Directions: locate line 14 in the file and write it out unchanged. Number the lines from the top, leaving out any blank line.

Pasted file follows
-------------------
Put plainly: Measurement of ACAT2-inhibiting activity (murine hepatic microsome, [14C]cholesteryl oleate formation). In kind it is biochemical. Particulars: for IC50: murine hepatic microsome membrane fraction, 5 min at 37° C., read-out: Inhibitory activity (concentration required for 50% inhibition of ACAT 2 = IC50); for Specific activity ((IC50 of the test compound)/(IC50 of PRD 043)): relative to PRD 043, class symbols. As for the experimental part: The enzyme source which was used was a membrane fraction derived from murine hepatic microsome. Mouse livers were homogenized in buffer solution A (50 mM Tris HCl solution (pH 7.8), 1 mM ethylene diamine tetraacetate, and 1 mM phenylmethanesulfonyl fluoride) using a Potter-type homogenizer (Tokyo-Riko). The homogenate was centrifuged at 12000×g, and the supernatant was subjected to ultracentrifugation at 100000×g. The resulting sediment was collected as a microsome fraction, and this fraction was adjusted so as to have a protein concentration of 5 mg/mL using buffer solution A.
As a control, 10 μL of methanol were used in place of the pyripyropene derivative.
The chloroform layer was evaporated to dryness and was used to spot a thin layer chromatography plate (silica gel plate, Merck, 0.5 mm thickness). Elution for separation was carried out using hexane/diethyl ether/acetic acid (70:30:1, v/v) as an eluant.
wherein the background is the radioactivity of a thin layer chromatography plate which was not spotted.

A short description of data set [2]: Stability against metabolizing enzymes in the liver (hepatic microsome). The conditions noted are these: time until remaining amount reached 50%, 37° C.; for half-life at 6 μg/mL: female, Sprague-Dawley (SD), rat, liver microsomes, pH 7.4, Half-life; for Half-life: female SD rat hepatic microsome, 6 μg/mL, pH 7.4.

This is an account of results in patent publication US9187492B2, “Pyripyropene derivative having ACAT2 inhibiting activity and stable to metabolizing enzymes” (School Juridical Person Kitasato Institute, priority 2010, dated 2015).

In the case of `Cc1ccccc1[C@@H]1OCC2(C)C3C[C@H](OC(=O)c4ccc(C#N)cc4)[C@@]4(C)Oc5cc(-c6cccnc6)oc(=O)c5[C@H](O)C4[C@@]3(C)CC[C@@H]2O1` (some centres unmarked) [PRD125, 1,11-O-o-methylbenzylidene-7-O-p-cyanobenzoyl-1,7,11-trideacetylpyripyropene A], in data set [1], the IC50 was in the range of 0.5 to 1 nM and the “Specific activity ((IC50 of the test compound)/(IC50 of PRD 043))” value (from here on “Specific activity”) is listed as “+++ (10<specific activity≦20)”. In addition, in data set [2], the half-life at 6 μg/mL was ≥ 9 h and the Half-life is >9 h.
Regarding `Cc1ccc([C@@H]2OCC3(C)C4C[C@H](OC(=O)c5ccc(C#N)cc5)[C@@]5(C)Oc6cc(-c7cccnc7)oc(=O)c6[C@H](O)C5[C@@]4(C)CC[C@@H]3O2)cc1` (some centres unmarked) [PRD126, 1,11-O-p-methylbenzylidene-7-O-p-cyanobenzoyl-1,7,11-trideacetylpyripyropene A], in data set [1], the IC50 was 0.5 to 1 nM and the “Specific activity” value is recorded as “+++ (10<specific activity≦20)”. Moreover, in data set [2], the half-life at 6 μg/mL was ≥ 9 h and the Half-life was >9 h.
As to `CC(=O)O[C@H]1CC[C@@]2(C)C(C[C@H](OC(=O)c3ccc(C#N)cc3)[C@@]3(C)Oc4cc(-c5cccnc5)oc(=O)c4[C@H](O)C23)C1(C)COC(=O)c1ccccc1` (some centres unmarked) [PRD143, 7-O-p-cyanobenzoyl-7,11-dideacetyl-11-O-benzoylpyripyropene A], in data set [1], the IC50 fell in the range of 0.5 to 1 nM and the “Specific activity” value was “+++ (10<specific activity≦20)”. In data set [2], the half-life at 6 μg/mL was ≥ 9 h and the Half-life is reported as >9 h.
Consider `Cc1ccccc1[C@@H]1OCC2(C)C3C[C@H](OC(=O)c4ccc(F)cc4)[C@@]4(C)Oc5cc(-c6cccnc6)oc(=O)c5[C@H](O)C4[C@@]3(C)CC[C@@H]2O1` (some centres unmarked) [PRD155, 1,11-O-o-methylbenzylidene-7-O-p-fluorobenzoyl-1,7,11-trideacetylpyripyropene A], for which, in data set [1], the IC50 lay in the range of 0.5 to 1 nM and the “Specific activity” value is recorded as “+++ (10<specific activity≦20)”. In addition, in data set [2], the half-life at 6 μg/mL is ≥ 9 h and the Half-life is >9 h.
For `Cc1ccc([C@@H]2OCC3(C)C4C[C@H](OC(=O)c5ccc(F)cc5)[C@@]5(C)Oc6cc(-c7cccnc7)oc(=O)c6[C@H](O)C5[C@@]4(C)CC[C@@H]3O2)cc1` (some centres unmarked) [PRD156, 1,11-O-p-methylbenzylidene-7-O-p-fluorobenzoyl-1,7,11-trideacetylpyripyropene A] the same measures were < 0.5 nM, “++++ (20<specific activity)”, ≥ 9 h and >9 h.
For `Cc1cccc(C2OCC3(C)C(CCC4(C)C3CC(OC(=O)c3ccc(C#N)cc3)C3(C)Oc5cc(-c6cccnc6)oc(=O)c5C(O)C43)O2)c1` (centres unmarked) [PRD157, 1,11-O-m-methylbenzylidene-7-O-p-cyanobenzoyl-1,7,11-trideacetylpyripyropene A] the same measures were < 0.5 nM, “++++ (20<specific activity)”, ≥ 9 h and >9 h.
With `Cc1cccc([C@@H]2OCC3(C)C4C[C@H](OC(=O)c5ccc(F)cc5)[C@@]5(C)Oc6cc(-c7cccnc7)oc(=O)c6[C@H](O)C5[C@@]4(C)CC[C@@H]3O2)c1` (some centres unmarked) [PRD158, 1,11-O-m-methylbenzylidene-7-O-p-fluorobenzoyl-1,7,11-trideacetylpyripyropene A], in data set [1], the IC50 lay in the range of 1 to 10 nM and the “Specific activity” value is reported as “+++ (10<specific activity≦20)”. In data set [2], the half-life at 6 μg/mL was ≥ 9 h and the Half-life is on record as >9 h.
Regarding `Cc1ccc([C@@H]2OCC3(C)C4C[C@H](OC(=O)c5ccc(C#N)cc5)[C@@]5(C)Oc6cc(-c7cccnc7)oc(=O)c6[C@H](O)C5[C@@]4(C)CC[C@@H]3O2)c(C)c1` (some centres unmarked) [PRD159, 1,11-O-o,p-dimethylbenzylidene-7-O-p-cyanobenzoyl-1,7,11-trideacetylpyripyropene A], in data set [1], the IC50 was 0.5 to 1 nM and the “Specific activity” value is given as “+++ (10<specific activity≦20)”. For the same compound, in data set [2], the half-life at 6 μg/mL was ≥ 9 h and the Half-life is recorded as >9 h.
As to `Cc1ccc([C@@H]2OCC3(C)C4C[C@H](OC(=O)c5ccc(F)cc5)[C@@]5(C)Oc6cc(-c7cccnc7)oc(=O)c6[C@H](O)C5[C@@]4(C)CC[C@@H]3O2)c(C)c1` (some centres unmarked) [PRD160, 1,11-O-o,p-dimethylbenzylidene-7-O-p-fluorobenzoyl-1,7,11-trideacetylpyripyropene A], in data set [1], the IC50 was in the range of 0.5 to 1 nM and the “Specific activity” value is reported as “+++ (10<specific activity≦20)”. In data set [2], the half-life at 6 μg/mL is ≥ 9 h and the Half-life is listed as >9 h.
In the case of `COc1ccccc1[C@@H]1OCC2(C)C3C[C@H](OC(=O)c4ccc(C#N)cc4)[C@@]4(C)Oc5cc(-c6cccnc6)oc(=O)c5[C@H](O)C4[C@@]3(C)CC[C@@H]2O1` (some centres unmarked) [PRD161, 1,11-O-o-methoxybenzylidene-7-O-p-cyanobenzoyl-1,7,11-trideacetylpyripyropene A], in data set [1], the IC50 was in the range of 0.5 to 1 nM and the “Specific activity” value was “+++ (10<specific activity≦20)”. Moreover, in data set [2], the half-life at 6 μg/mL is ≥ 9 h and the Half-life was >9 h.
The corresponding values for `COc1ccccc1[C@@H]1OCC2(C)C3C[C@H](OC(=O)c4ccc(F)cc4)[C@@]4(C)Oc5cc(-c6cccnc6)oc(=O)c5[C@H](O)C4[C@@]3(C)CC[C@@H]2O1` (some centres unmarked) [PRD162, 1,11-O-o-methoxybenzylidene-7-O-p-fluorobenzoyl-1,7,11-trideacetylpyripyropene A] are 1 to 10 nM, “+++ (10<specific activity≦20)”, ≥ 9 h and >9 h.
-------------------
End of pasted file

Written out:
Regarding `Cc1ccc([C@@H]2OCC3(C)C4C[C@H](OC(=O)c5ccc(C#N)cc5)[C@@]5(C)Oc6cc(-c7cccnc7)oc(=O)c6[C@H](O)C5[C@@]4(C)CC[C@@H]3O2)c(C)c1` (some centres unmarked) [PRD159, 1,11-O-o,p-dimethylbenzylidene-7-O-p-cyanobenzoyl-1,7,11-trideacetylpyripyropene A], in data set [1], the IC50 was 0.5 to 1 nM and the “Specific activity” value is given as “+++ (10<specific activity≦20)”. For the same compound, in data set [2], the half-life at 6 μg/mL was ≥ 9 h and the Half-life is recorded as >9 h.